Up to now, agility was regarded as the main key to meeting the challenges of digital transformation. Today, however, many companies require “extreme agility”.
The last meeting of our Great Women network was therefore dedicated to this important topic, where we discussed the different facets of agility, its possibilities and limitations. What soon became evident is that the discussion in companies often revolves around agility as a method. Yet in many cases, the problem is more a matter of cultural issues or a lack of clarity about the actual goal – the purpose – of the respective organization or unit.
When introducing agile methods, processes and organization structures, it is important not to underestimate the fears that often go with it. This is rarely a question of age, origin or gender, but rather a question of attitude. “All users must be aware that agility is neither an end in itself nor a universal remedy but can very well be a key success factor”, says Katrin Lumma, Partner, zeb.
Companies nowadays want to be:
- adaptable and resilient
- yet proactive
And, of course, agile. We understand this to mean that organizations, teams and individuals work flexibly and fast and are capable of change.
As Europe’s leading consultancy in the financial services sector, zeb has taken a look at reality with its Agile Readiness Study. This study, however, reveals a different picture: in many cases, agility only exists in individual projects. Only a few companies have addressed the agility issue on a broad basis and across the entire organization. Many are still seeking the right approach or the right goal.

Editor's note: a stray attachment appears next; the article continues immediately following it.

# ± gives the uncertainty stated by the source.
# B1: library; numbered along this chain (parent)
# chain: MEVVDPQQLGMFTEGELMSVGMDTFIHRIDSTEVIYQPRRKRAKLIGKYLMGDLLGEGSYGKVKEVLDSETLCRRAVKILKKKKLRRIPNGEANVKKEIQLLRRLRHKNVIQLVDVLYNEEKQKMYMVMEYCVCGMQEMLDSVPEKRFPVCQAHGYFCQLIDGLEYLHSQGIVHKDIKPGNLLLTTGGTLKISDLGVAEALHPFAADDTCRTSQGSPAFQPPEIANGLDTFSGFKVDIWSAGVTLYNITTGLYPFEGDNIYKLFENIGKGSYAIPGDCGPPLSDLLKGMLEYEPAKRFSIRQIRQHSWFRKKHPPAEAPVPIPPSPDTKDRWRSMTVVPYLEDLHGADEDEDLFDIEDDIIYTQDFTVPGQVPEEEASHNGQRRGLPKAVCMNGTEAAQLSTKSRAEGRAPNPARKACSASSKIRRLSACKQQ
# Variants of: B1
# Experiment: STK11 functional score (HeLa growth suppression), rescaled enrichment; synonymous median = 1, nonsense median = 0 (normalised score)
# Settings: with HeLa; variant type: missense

Granted, (digital) transformation is complex. First of all, the goal must be defined. This goal orientation must come before the selection of methods. In the ongoing process, this goal must always be kept in mind – as a compass to see whether the company is still on the right track or whether a change of direction is needed. This requires courage: both for pursuing ambitious goals and for making corrections. And also for new methods.
Find out more about new methods and other innovative approaches in our interview with Vera Schneevoigt, Chief Digital Officer of the Bosch Building Technologies division. On the topic of courage we had a chat to Anja Blacha. She is an extreme sports and endurance athlete and knows from her own experience that agility starts with the inner attitude.
Widely, the targets are not clear. Two-thirds of all the banks surveyed say that agility is important. However, only one-fifth have a clear picture of what agility should achieve for the institution.
The organizational structure itself is not the key. It is about a change in will, in leadership practices, in the mindset of leadership.
Agility is not a cure-all. There are also good areas of application for classic methods. And agility is not always a contradiction to hierarchy. Agile can also be used in a hierarchical framework if the mindset is right.
Agility does not mean the elimination of leadership. On the contrary. It is precisely these processes that require guidance from managers. Leaders must be prepared to lead without hierarchy if necessary. It is less and less about making announcements and more about convincing.
Leaders and employees need new competencies for agility. Above all, they need the ability to take responsibility for themselves. In other words, "nine-to-five" will no longer work.
Agile methods create transparency about performance and actual performance. In reality, however, this is not always desired. How to deal with this is an important challenge for managers. Consistency and openness are new requirements for managers.
Such transformation processes take time. An organization's behavior cannot be expected to change fundamentally in twelve months. Such a process takes years. There will always be frontrunners. There are also many potential leaders who are only discovered during the ongoing process.